The recent JPEX scandal has scarred the reputation of Hong Kong’s crypto industry, raising questions about the future of web3 and digital assets in the region. However, a speech by the region’s Financial Services and Treasury Secretary, Christopher Hui, at the ongoing Hong Kong Fintech week put minds at ease. Hui declared that the $165 million scandal would not affect Hong Kong’s Web3 plans.
Hong Kong Web3 Plans To Continue Despite JPEX Scandal
The Secretary highlighted the government’s plans to implement some rules to regulate crypto following the scandal. In his November 1 speech, Hui said, “We’ve been asked many times whether JPEX will affect our determination to grow the Web3 market—the answer is a clear no.”
A recent fraud scandal relating to the Dubai-based crypto exchange JPEX caused losses for over 2,500 Hong Kong citizens. The issue attracted the attention of the Hong Kong Police Force and the Securities and Futures Commission (SFC).
Last month, the SFC told the public that JPEX promoted its services in Hong Kong without acquiring a license. The warning, issued on September 13, noted that JPEX’s products, involving deposits, savings, and earnings of virtual assets, were illegal.
The regulator warned investors to remain cautious about investment opportunities that appear too promising. Following the SFC’s warning, JPEX increased withdrawal fees on its platform to 999 USDT, citing issues with its liquidity providers.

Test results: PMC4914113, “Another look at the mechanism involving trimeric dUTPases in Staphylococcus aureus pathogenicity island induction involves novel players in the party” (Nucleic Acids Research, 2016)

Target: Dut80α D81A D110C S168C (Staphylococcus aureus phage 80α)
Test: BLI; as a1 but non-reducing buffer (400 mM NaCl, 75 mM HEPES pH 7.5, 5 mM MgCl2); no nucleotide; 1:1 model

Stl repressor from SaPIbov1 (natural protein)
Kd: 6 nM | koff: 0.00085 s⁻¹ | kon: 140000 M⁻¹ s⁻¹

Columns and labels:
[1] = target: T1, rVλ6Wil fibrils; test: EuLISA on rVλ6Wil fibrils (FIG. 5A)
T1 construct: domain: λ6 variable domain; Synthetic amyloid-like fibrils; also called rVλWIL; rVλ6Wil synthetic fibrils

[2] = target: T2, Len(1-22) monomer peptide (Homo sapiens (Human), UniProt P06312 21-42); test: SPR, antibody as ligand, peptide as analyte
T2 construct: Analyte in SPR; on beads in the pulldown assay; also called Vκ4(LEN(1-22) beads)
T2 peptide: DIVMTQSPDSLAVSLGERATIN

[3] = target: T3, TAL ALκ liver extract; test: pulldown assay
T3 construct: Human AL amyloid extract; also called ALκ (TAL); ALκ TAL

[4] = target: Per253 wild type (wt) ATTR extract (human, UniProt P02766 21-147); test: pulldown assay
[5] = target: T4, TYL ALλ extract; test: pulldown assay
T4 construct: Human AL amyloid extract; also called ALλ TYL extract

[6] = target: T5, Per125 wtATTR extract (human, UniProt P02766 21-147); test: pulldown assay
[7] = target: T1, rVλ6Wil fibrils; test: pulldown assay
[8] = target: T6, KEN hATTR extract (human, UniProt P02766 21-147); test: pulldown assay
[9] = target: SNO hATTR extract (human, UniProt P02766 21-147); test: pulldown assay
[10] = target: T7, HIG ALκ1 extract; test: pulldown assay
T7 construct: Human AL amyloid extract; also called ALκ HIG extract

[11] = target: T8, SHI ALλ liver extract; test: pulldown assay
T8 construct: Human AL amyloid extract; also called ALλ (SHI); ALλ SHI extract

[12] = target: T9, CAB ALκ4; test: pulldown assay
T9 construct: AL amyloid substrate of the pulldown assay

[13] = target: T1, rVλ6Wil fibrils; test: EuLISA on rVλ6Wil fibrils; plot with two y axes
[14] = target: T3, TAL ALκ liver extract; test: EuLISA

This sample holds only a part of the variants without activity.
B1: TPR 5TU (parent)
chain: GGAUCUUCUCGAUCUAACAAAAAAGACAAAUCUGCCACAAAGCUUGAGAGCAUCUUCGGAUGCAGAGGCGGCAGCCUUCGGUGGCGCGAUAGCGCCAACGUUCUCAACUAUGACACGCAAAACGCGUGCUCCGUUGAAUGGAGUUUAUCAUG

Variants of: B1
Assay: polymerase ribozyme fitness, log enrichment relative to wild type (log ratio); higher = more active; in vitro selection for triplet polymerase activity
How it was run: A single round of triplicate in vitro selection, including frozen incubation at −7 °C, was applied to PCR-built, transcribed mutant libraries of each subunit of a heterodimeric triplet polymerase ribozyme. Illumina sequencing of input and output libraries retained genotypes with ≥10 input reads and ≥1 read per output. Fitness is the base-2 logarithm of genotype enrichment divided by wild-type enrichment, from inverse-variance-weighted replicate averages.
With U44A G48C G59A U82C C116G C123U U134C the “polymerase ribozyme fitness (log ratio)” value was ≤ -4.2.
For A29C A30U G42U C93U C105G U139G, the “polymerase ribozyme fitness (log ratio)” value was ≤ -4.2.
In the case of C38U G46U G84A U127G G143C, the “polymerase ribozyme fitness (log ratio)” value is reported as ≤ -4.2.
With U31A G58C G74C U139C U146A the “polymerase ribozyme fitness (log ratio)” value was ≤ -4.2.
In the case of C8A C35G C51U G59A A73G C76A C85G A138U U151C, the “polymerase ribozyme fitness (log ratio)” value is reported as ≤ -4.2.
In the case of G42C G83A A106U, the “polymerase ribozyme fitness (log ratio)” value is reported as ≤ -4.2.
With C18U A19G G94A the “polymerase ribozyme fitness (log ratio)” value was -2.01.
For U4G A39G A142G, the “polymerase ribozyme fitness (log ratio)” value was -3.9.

The scandal escalated, leading to the arrest of some influential businessmen connected to JPEX by the Hong Kong Police.
Hong Kong To Tighten Crypto Regulation
Due to the unfortunate circumstances surrounding the JPEX event, people wonder whether the government will abandon its Web3 plans. However, the reverse is the case. Instead, Hong Kong plans to tighten its reins on the crypto industry to ensure such scenarios never repeat.
According to Hui, several things are ongoing on the regulatory front. On September 19, John Lee Ka-Chiu, Hong Kong’s Chief Executive, revealed that the government will increase efforts to protect investors.
Ka-Chiu said the government will create awareness to inform investors to invest on only SFC-registered platforms.
Also, the SFC established a joint task force with the Hong Kong Police to tackle illicit activities on crypto exchanges. On October 4, the SFC said the new group would monitor and investigate illegal activities of virtual assets trading platforms.
The group will conduct joint investigations, assess risks of suspicious virtual assets platforms, and relay the information from their findings. This will help the SFC and relevant authorities to bring enforcement actions on such media.
The SFC has released the list of licensed virtual assets trading platforms, including those whose applications are pending. Also, the list includes exchanges about closing down due to compliance issues and suspicious trading platforms.
Meanwhile, as part of Hong Kong’s Web3 regulatory plans, the SFC will issue guidelines on tokenized securities. The SFC will also authorize and oversee the tokenization of investment products, according to the Financial Secretary.